Here in Chagford, one way to mark the passage of time is to watch the local pony herd, coming down from the moor each year to birth their foals on the village Commons.
The first of the foals was born just after the Corvid-19 lock-down began. There are nine foals now (the last time I counted), some of them still clinging to their mamas, others big and bold enough to prance across the grass together in play. My heart lifts every time I see them. There is too much death and grief right now, yet there is also new life everywhere I look: foals, lambs, fledgling birds, a litter of puppies down our road, and a baby girl born to good friends. The Great Wheel continues to turn, nothing stays still, everything is change.
"When I think of all the wild pleasures I wish for you, the list grows long. I want you to be able to chase fireflies as they glimmer in long grass, watch tadpoles turn into frogs in muddy pools, hear loons calling on clear lakes, glimpse deer grazing and foxes ambling, lay your fingers in the paw prints of grizzlies and wolves. I want there to be rivers you can raft down without running into dams, the water pure and filled with the colors of sky. I want you to thrill in spring and fall to the ringing calls of geese and cranes as they fly overhead. I want you to see herds of caribou following the seasons to green pastures, turtles clambering onshore to lay their eggs, alewives and salmon fighting their way upstream to spawn. And I want you to feel in these movements Earth’s great age and distances, and to sense how the whole planet is bound together by a web of breath.
"As I sit here in this shaggy yard writing to you, I remember a favorite spot from the woods behind my childhood house in Ohio, a meadow encircled by trees and filled with long grass that turned the color of bright pennies in the fall. I loved to lie there and watch the clouds, as I’m watching the high, surly storm clouds rolling over me now. I want you to be able to lie in the grass without worrying that the kiss of the sun will poison your skin. I want you to be able to drink water from faucets and creeks, to eat fruits and vegetables straight from the soil. I want you to be safe from lightning and loneliness, from accidents and disease. I would spare you all harm if I could. But I also want you to know there are powers much older and grander than our own -- earthquakes, volcanoes, tornados, thunderstorms, glaciers, floods. I pray that you will never be hurt by any of these powers, but I also pray that you will never forget them. And remember that nature is a lot bigger than our planet: it’s the shaping energy that drives the whole universe, the wheeling galaxies as well as water striders, the shimmering pulsars as well as your beating heart.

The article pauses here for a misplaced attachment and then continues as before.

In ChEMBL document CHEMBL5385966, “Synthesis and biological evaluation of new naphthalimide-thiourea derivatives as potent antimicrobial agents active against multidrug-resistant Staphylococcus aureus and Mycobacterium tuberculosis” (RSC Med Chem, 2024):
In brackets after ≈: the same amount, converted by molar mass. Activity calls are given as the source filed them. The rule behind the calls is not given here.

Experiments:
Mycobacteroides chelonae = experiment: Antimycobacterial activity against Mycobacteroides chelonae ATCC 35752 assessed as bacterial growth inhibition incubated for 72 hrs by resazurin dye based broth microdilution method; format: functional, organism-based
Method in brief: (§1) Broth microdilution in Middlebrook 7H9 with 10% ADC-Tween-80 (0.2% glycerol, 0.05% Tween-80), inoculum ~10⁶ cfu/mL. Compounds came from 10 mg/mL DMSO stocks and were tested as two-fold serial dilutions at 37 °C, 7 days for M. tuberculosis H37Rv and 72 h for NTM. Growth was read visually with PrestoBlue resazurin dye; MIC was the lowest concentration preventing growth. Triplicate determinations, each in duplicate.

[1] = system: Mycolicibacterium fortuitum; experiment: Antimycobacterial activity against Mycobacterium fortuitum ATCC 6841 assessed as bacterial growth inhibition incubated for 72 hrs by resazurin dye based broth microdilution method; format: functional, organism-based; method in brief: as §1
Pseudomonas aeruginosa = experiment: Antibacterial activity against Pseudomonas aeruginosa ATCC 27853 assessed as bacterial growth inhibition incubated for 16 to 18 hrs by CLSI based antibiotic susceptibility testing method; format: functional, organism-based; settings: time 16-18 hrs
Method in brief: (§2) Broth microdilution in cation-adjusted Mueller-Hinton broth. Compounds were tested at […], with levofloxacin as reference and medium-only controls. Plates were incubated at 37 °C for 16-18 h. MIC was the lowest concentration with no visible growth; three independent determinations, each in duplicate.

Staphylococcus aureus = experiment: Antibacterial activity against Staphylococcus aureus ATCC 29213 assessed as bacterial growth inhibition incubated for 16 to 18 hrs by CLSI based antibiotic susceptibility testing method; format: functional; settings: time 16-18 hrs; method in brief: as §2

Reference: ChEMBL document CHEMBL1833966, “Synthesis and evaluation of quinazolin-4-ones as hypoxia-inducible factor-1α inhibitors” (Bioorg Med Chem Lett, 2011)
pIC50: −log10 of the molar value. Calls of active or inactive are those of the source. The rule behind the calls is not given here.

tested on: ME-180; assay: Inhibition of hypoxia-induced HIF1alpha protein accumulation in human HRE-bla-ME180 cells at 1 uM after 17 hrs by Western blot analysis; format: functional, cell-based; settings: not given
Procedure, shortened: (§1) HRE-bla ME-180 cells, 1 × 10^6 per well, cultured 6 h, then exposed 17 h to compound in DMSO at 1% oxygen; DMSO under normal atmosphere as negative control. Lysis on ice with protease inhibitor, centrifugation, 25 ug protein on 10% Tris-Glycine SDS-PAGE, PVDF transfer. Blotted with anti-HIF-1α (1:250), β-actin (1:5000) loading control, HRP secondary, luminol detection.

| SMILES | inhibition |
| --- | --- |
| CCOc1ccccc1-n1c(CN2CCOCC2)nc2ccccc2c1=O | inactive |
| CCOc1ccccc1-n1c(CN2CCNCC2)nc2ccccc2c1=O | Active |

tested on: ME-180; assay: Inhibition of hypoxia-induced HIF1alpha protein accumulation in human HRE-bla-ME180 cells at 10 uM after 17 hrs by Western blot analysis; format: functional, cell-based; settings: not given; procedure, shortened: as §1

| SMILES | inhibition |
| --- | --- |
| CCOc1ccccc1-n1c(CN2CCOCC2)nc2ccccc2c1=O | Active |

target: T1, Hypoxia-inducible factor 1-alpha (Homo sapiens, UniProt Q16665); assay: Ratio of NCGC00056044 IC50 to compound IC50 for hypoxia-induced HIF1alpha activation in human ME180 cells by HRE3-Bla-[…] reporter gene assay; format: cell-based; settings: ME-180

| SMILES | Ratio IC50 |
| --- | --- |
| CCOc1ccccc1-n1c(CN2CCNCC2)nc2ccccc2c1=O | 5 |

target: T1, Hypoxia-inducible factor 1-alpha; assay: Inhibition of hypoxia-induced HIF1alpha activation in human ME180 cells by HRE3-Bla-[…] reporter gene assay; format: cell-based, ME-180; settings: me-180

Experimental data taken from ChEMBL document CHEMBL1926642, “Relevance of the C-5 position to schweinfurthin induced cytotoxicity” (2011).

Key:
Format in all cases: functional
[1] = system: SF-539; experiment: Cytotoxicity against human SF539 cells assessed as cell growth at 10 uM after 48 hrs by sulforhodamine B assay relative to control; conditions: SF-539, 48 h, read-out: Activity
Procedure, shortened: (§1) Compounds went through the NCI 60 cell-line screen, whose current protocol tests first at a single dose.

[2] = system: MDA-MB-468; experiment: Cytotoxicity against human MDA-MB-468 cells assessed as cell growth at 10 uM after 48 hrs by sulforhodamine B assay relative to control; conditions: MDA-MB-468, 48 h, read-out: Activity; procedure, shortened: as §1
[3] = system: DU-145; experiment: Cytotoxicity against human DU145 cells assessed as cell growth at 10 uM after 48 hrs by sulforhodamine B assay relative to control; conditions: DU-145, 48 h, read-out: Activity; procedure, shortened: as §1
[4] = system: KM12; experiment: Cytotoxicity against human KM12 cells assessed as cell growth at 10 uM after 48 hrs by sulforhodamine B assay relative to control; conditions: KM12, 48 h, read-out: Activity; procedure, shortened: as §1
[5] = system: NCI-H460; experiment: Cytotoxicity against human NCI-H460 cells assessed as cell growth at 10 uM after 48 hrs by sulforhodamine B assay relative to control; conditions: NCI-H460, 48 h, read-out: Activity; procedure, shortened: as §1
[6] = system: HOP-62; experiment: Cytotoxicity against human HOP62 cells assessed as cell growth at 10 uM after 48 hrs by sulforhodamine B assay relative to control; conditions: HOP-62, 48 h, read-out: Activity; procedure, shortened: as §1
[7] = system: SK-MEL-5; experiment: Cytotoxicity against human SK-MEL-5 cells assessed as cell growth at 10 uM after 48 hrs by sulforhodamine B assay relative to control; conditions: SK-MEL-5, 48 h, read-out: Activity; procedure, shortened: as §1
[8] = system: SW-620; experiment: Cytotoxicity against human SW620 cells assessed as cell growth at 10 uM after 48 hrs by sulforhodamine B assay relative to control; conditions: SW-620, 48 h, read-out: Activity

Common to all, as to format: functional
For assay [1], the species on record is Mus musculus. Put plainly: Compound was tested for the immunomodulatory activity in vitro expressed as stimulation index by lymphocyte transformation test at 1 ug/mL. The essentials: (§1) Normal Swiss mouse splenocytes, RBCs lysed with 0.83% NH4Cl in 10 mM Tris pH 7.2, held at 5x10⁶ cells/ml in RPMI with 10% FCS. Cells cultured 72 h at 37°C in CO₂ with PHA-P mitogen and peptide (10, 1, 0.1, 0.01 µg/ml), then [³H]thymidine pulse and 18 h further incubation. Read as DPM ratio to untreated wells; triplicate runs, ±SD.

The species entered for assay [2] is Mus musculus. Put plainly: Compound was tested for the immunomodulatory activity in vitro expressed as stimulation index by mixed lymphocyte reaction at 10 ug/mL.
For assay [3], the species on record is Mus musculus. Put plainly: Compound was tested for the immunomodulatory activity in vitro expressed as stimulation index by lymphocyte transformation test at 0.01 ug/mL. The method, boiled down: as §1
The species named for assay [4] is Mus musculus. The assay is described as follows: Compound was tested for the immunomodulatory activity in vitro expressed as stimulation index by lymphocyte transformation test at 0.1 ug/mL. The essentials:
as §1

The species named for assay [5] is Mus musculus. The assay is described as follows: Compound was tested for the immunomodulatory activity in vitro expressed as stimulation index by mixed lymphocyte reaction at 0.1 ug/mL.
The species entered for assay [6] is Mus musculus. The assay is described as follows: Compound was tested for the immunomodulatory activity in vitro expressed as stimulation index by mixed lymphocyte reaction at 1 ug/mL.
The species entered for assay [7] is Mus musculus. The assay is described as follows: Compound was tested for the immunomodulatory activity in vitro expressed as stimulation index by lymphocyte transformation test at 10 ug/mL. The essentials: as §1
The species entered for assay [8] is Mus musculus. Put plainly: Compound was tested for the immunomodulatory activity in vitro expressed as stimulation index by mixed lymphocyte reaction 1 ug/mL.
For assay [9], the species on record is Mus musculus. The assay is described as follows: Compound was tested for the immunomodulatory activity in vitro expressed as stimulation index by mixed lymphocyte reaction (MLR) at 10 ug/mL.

"Thoughts of you make me reflect soberly on how I lead my life. When I spend money, when I turn the key in my car, when I vote or refrain from voting, when I fill my head or belly with whatever’s for sale, when I teach students or write books, ripples from my actions spread into the future, and sooner or later they will reach you. So I bear you in mind. I try to imagine what sort of world you will inherit. And when I forget, when I serve only my own appetite, more often than not I do something wasteful. By using up more than I need -- of gas, food, wood, electricity, space -- I add to the flames that are burning up the blessings I wish to preserve for you....
"If Earth remains a blessed place in the coming century, you’ll hear crickets and locusts chirring away on summer nights. You’ll hear owls hoot and whippoorwills lament. You’ll smell wet rock, lilacs, new-mown hay, peppermint, lemon balm, split cedar, piles of autumn leaves....If we take good care in our lifetime, you’ll be able to sit by the sea and watch the waves roll in, knowing that a seal or an otter may poke a sleek brown head out of the water and gaze back at you. The skies will be clear and dark enough for you to see the moon waxing and waning, the constellations gliding overhead, the Milky Way arching from horizon to horizon. The breeze will be sweet in your lungs and the rain will be innocent....
"Thinking about you draws my heart into the future. I want you to look back on those of us who lived at the beginning of the 21st century and know that we bore you in mind, we cared for you, and we cared for our fellow tribes -- those cloaked in feathers or scales or chitin or fur, those covered in leaves and bark. One day it will be your turn to bear in mind the coming children, your turn to care for all the living tribes. The list of wild marvels I would save for you is endless. I want you to feel wonder and gratitude for the glories of Earth. I hope you’ll come to feel, as I do, that we’re already in paradise, right here and now."
Words: The passage by Scott Russell Sanders above is from "We Bear You in Mind," first published in Moral Ground: Ethical Action for a Planet in Peril (Trinity University Press, 2012), and reprinted in Orion Magazine. The poem in the picture captions, "Another Spring" by Denise Levertov (1923-1997), first appeared in Poetry Magazine, October/November, 1952. All rights reserved by the authors.
Pictures: Our local pony herd and some of their foals, spring 2020. For more information on Dartmoor's beloved ponies, go here.